Another aspect of the Third Step that can make it tough to grapple with is that it can almost sound like you are meant to be turning over your free will entirely, though this is not the case. It’s more like deciding to stop swimming mindlessly against a never-ending current and instead allowing yourself to follow the natural flow of your life and accept that the higher power you put your faith in at Step Two will do a better job of caring for you than you have been able to do.

This does not, however, mean that this power is going to control or run your life for you, or that you can blame it for any irresponsible activities that you indulge in. It means deciding to change what you are capable of changing, and accepting that there are some things that you cannot change and must be left in the hands of a higher power, and trusting that it will be all right. If that sounds familiar, it’s probably because it’s basically just a rephrasing of the Serenity Prayer, which is typically adopted at Step 3:

“God, grant me the serenity to accept the things I cannot change, the courage to change the things I can, and the wisdom to know the difference. Thy will, not mine, be done.”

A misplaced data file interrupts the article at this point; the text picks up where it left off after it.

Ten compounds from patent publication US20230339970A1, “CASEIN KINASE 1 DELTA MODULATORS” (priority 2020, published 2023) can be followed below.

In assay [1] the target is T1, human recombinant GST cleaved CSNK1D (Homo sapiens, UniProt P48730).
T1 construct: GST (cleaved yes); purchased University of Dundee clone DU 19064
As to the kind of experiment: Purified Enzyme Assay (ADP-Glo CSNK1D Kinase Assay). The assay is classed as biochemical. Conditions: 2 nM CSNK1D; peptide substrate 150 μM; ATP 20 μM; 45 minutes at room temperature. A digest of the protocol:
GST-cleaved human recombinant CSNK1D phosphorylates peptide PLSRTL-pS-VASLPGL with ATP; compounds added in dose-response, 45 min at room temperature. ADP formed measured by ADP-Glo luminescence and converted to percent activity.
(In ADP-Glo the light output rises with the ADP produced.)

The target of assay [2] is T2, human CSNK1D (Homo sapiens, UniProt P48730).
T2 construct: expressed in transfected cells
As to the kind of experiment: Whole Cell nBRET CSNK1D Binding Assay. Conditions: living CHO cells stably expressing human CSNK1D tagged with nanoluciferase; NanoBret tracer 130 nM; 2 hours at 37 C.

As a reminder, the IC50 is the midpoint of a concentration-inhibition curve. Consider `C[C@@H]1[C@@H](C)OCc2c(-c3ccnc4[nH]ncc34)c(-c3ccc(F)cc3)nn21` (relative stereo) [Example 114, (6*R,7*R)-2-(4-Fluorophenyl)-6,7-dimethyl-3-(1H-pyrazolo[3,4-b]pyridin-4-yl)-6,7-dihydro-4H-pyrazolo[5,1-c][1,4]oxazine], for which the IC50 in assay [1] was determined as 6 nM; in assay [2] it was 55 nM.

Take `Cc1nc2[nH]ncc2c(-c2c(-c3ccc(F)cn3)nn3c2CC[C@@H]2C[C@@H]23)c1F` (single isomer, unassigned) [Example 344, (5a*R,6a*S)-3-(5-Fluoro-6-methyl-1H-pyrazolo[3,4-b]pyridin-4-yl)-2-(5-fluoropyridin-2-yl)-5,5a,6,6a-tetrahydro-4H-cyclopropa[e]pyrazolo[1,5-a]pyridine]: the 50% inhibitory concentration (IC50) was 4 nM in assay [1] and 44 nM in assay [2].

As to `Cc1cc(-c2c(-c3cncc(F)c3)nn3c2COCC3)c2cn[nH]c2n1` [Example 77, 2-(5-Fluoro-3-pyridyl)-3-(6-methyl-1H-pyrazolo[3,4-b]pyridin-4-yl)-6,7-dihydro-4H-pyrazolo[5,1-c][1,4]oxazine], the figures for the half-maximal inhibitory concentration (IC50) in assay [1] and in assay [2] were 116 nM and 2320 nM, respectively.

Lastly, some people may struggle with the more explicitly religious nature of the Third Step, but that’s why the last four words are so important. It doesn’t end at turning your will and life over to the care of God, but to the care of God as you understand him. You are giving yourself up to your personal definition of God, whoever and whatever that may be.

In some of the more secular versions of the 12-step program, the Third Step is described as allowing yourself to be open to and directed by a positive spiritual energy, or making the decision to turn your life over to the AA program. No matter what you choose to call it, the task, and the goal, are still the same: making the decision to allow yourself to depend on something greater than yourself.